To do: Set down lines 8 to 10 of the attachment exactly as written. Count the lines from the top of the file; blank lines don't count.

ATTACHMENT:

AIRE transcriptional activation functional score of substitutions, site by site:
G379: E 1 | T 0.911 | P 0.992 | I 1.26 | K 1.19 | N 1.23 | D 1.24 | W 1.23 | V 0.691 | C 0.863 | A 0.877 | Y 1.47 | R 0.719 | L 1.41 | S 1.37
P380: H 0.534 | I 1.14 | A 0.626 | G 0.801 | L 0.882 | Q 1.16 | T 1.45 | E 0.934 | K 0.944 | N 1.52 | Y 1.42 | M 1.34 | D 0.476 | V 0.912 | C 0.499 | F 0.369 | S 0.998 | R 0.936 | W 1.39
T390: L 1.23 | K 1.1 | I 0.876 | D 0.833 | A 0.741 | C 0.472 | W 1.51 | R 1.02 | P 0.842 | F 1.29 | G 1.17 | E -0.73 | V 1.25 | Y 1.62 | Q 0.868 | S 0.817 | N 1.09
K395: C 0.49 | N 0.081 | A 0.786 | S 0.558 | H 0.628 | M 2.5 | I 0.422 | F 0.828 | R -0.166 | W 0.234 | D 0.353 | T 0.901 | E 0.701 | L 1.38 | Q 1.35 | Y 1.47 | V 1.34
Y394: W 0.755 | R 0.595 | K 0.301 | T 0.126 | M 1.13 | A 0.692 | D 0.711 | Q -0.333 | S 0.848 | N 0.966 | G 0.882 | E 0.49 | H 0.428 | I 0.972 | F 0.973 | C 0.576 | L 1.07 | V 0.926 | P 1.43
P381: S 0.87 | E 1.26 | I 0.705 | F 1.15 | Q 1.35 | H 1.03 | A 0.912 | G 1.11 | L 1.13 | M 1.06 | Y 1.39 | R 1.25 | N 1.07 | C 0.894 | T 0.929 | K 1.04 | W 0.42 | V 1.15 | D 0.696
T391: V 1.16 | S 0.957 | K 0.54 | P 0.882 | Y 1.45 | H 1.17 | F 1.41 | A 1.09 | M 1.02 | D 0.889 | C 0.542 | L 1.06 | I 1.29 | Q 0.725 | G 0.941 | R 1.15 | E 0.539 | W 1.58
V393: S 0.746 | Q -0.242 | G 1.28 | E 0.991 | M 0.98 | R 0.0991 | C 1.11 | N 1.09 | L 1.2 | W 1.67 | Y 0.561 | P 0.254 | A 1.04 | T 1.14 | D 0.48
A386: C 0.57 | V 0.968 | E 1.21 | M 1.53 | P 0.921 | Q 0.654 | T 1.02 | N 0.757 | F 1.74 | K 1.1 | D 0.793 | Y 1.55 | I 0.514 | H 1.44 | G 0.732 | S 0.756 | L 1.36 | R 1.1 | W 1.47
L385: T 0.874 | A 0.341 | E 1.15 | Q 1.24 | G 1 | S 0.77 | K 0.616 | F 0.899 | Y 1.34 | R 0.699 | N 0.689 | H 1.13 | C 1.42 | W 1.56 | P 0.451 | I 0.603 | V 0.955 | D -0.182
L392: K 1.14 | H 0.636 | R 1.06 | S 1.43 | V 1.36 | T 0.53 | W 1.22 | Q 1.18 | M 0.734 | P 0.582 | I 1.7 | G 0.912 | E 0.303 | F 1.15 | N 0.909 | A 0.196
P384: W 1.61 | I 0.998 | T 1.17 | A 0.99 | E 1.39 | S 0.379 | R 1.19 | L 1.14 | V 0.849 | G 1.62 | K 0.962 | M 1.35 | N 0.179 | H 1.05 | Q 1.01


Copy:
T391: V 1.16 | S 0.957 | K 0.54 | P 0.882 | Y 1.45 | H 1.17 | F 1.41 | A 1.09 | M 1.02 | D 0.889 | C 0.542 | L 1.06 | I 1.29 | Q 0.725 | G 0.941 | R 1.15 | E 0.539 | W 1.58
V393: S 0.746 | Q -0.242 | G 1.28 | E 0.991 | M 0.98 | R 0.0991 | C 1.11 | N 1.09 | L 1.2 | W 1.67 | Y 0.561 | P 0.254 | A 1.04 | T 1.14 | D 0.48
A386: C 0.57 | V 0.968 | E 1.21 | M 1.53 | P 0.921 | Q 0.654 | T 1.02 | N 0.757 | F 1.74 | K 1.1 | D 0.793 | Y 1.55 | I 0.514 | H 1.44 | G 0.732 | S 0.756 | L 1.36 | R 1.1 | W 1.47